Sex is usually thought of as a pleasurable experience culminating into a cascade of sensual and enjoyable feelings. But for some women this is far from their reality. Sex may hurt and when it does, it can have a profound effect on their relationship with their partner.
It is estimated between 30 to 50% of women will experience some sort of painful sex in their lifetime. Pain during the point of penetration is the most common symptom and is often described as being sharp or burning. Another common symptom is pain felt deep within the vaginal area once penetration has occurred. Other painful symptoms women may feel include feelings of muscle spasms, pelvic cramping, or muscle tightness.
Reasons behind the pain or discomfort of intercourse can include a number of conditions. Until it can be figured out what is the root of the problem, this can leave a couple's sex life in limbo possibly resulting in subsequent sexual dysfunction. Women who seek to understand and recognize the source of pain is a first step in pursuing help from a healthcare professional to diagnosis and treat the underlying condition to make sexual intercourse the euphoric event it is meant to be.
Here are some possible reasons why a woman may have pain and discomfort during sexual intercourse:
This is one of the more common reasons for pain during sex. Most women when stimulated will naturally self-lubricate in preparation for intercourse. But there will be times when the vagina may be dry which will make penetration painful. This can be caused by insufficient stimulation to give the vagina time to self-lubricate, feelings of nervousness or tenseness about the sexual experience, hormonal imbalances during menopause when it can be common for the vagina to produce less lubrication, and the use of a condom by men without the addition of a vaginal lubricant can cause issue with pain on penetration.
One cause of tightness felt in the vagina is when a woman tenses up or is not fully relaxed at the time of penetration. It can also occur in the first few times of when a woman engages in sexual intercourse or if a woman has not had sex for a long time.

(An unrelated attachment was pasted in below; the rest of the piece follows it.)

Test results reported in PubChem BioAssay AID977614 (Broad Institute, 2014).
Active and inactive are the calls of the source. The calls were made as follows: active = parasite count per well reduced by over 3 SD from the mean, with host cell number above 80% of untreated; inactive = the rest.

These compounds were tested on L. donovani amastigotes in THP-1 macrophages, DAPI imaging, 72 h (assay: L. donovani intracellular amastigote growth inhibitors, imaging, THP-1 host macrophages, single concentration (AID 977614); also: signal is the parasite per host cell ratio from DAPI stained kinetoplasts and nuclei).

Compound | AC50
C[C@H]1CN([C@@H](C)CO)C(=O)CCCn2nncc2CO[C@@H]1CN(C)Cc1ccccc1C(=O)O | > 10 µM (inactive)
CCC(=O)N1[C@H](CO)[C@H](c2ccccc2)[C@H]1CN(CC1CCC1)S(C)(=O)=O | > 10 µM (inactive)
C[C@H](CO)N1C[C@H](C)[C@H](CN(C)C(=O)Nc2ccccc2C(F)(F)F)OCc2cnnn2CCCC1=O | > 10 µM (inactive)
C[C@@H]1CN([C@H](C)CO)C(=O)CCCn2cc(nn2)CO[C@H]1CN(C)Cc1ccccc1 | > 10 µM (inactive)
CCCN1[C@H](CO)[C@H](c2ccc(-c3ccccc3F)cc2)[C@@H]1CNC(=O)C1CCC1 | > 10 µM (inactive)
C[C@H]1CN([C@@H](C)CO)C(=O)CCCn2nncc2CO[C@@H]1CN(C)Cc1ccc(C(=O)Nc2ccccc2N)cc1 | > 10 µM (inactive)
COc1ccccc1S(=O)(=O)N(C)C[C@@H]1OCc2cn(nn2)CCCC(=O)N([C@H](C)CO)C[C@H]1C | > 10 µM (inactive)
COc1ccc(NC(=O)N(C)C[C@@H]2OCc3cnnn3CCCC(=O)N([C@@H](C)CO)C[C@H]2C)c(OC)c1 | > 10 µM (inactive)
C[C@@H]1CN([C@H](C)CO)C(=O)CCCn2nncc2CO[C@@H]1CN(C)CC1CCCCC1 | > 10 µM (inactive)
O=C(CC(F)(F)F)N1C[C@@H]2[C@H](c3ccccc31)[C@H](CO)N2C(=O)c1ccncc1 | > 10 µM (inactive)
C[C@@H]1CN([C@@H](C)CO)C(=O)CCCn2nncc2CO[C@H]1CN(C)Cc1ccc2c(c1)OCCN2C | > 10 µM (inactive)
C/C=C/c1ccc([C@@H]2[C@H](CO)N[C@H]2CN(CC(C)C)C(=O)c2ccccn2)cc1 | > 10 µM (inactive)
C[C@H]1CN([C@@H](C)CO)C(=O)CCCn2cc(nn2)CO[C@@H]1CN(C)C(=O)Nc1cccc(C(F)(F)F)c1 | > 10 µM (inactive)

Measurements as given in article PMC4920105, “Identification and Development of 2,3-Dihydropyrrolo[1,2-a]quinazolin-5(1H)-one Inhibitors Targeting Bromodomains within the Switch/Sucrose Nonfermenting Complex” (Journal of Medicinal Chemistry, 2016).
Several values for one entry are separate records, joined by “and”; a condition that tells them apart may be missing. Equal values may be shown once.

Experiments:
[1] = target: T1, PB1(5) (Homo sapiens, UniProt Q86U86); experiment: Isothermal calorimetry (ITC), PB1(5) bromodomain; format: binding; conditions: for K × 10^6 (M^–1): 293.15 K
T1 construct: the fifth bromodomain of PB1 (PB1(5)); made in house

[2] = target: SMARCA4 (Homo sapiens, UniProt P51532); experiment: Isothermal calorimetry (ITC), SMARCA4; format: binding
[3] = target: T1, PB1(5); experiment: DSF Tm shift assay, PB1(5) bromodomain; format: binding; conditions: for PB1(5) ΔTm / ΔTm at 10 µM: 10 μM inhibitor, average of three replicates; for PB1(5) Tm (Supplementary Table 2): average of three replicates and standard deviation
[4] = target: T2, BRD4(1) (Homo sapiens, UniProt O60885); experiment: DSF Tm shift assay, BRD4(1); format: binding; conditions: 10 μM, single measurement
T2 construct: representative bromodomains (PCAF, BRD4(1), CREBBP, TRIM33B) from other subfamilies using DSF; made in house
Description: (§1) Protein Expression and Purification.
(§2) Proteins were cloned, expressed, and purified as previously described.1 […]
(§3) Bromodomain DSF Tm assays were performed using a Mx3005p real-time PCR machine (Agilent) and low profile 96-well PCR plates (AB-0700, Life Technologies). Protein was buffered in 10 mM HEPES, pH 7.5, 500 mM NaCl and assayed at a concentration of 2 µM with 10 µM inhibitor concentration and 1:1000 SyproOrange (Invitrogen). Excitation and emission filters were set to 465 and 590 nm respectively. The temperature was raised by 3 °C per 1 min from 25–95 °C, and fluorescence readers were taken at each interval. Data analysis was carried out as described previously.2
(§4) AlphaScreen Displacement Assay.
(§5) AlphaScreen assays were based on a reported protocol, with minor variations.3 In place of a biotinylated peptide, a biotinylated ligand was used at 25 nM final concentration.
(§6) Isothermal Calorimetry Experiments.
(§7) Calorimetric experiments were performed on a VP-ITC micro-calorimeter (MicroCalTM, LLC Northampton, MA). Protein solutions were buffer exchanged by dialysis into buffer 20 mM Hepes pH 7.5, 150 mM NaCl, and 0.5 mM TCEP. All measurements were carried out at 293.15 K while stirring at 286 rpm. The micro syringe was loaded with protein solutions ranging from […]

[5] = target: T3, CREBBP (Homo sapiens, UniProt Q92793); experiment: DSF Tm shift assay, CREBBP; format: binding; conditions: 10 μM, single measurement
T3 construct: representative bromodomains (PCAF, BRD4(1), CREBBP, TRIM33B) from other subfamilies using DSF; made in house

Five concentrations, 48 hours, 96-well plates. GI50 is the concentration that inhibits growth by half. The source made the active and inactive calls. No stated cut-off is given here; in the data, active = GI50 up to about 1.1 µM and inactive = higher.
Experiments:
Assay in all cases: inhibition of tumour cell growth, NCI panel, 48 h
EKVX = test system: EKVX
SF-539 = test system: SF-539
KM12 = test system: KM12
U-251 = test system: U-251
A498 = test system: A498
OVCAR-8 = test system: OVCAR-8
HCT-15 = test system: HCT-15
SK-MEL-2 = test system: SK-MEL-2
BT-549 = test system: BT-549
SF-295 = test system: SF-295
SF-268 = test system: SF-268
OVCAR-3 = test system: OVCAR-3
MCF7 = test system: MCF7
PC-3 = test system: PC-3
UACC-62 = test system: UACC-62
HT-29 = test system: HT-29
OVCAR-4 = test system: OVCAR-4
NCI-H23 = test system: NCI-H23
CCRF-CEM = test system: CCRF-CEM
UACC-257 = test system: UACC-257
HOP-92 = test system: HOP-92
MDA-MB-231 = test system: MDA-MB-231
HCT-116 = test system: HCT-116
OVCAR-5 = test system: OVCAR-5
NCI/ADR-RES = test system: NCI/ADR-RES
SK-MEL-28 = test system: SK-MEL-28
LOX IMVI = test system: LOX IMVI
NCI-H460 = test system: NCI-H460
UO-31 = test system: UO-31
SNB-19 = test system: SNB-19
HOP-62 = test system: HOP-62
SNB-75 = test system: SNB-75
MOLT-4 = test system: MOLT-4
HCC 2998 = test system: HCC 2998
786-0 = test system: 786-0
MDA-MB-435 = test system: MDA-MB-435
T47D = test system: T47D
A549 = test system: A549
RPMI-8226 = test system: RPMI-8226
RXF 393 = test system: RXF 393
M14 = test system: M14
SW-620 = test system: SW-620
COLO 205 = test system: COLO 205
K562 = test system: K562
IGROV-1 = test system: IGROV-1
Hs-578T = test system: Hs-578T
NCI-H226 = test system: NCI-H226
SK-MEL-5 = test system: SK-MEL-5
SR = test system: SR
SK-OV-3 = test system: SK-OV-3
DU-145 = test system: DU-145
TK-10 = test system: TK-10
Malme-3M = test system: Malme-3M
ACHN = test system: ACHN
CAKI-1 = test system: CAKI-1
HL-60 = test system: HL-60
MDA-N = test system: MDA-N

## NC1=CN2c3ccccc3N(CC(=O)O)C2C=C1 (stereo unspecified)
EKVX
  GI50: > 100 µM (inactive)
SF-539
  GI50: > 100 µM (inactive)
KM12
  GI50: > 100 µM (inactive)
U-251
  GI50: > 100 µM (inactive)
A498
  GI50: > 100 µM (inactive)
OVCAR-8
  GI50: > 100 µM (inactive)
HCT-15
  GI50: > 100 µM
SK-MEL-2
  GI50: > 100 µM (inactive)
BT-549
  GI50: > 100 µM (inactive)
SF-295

A more severe condition called vaginismus can also be responsible for vaginal tightness. These women may experience strong involuntary muscle spasms of the vaginal muscles during intercourse or vaginal penetration of even fingers or tampons.
Women who may have a vaginal infection such as a vaginal yeast infection or trichomoniasis can experience discomfort during sex. A common complaint felt by women with a vaginal infection include a stinging or burning sensation caused by the thrusting motion of the penis against the vagina.
Certain products can contain irritants leading to vaginal irritation causing pain or discomfort during sex. These include:
•Contraceptive foams, creams, or jellies
•Allergic reactions to condoms, diaphragms, or latex gloves
•Vaginal deodorant sprays
The most sensitive part of a woman's genitalia and body is the clitoris. When the clitoris, often referred to as the "magic button," is gently rubbed or stimulated orally, it can bring extreme pleasure to a woman by achieving an explosive orgasm.
One of the main reasons for pain felt in the clitoris is due to poor hygiene. If the clitoris is not washed and cleaned regularly it can result in sebum, a lubricating fluid produced by the glands of the clitoris, collecting and accumulating in the hood of the clitoris which irritates the clitoris producing pain when touched. Frequent bathing and good hygiene can prevent and resolve this problem. If that doesn't help, a woman should seek the advice of a gynecologist.
For some women, the pain they may feel is deep within the pelvis when a man is performing deep, thrusting penetration movements.
This sort of pain could be due to several reasons:
•Tears in the ligaments that support the uterus
•Cervical, uterine, or tubal infections such as pelvic inflammatory disease
If a woman is experiencing any of the above symptoms resulting in pain during sex, she should contact her primary care physician or a gynecologist to help resolve the issue.
Dr. Samadi is a board-certified urologic oncologist trained in open and traditional and laparoscopic surgery and is an expert in robotic prostate surgery. He is chairman of urology, chief of robotic surgery at Lenox Hill Hospital and professor of urology at Hofstra North Shore-LIJ School of Medicine. He is a medical correspondent for the Fox News Channel's Medical A-Team Learn more at roboticoncology.com. Visit Dr. Samadi's blog at SamadiMD.com. Follow Dr. Samadi on Twitter, Instagram, Pintrest and Facebook.